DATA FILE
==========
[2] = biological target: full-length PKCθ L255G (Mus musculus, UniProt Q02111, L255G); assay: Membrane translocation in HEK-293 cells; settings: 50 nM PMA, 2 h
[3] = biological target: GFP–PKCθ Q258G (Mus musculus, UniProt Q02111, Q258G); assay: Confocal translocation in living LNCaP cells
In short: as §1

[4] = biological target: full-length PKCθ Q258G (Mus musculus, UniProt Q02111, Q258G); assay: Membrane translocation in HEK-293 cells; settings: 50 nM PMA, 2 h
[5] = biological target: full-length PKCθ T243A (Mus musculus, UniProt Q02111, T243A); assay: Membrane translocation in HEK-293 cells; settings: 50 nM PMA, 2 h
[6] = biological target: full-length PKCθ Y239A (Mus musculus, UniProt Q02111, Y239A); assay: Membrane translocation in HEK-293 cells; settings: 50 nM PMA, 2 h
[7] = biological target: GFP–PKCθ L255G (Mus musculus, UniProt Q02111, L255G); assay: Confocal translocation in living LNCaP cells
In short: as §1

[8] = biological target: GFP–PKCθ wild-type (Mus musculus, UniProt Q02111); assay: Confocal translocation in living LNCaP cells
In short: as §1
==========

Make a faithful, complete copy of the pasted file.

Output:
[2] = biological target: full-length PKCθ L255G (Mus musculus, UniProt Q02111, L255G); assay: Membrane translocation in HEK-293 cells; settings: 50 nM PMA, 2 h
[3] = biological target: GFP–PKCθ Q258G (Mus musculus, UniProt Q02111, Q258G); assay: Confocal translocation in living LNCaP cells
In short: as §1

[4] = biological target: full-length PKCθ Q258G (Mus musculus, UniProt Q02111, Q258G); assay: Membrane translocation in HEK-293 cells; settings: 50 nM PMA, 2 h
[5] = biological target: full-length PKCθ T243A (Mus musculus, UniProt Q02111, T243A); assay: Membrane translocation in HEK-293 cells; settings: 50 nM PMA, 2 h
[6] = biological target: full-length PKCθ Y239A (Mus musculus, UniProt Q02111, Y239A); assay: Membrane translocation in HEK-293 cells; settings: 50 nM PMA, 2 h
[7] = biological target: GFP–PKCθ L255G (Mus musculus, UniProt Q02111, L255G); assay: Confocal translocation in living LNCaP cells
In short: as §1

[8] = biological target: GFP–PKCθ wild-type (Mus musculus, UniProt Q02111); assay: Confocal translocation in living LNCaP cells
In short: as §1